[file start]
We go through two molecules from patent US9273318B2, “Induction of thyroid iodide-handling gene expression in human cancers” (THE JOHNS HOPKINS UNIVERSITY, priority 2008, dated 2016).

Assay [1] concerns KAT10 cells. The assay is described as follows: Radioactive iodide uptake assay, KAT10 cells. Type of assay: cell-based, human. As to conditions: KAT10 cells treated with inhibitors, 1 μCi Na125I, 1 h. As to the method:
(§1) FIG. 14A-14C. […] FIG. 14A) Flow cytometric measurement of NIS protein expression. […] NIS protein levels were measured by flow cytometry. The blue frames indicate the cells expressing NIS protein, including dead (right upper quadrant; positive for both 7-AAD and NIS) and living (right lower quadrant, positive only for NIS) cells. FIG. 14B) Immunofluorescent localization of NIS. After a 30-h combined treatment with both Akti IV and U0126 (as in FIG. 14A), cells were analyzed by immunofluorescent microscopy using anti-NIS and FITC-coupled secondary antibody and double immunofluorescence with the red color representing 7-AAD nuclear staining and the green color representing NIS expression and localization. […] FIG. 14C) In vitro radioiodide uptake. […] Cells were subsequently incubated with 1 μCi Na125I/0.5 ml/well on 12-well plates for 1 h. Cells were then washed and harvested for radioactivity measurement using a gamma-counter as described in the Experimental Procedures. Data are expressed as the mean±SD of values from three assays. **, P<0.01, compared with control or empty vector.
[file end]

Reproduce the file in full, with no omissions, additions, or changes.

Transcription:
We go through two molecules from patent US9273318B2, “Induction of thyroid iodide-handling gene expression in human cancers” (THE JOHNS HOPKINS UNIVERSITY, priority 2008, dated 2016).

Assay [1] concerns KAT10 cells. The assay is described as follows: Radioactive iodide uptake assay, KAT10 cells. Type of assay: cell-based, human. As to conditions: KAT10 cells treated with inhibitors, 1 μCi Na125I, 1 h. As to the method:
(§1) FIG. 14A-14C. […] FIG. 14A) Flow cytometric measurement of NIS protein expression. […] NIS protein levels were measured by flow cytometry. The blue frames indicate the cells expressing NIS protein, including dead (right upper quadrant; positive for both 7-AAD and NIS) and living (right lower quadrant, positive only for NIS) cells. FIG. 14B) Immunofluorescent localization of NIS. After a 30-h combined treatment with both Akti IV and U0126 (as in FIG. 14A), cells were analyzed by immunofluorescent microscopy using anti-NIS and FITC-coupled secondary antibody and double immunofluorescence with the red color representing 7-AAD nuclear staining and the green color representing NIS expression and localization. […] FIG. 14C) In vitro radioiodide uptake. […] Cells were subsequently incubated with 1 μCi Na125I/0.5 ml/well on 12-well plates for 1 h. Cells were then washed and harvested for radioactivity measurement using a gamma-counter as described in the Experimental Procedures. Data are expressed as the mean±SD of values from three assays. **, P<0.01, compared with control or empty vector.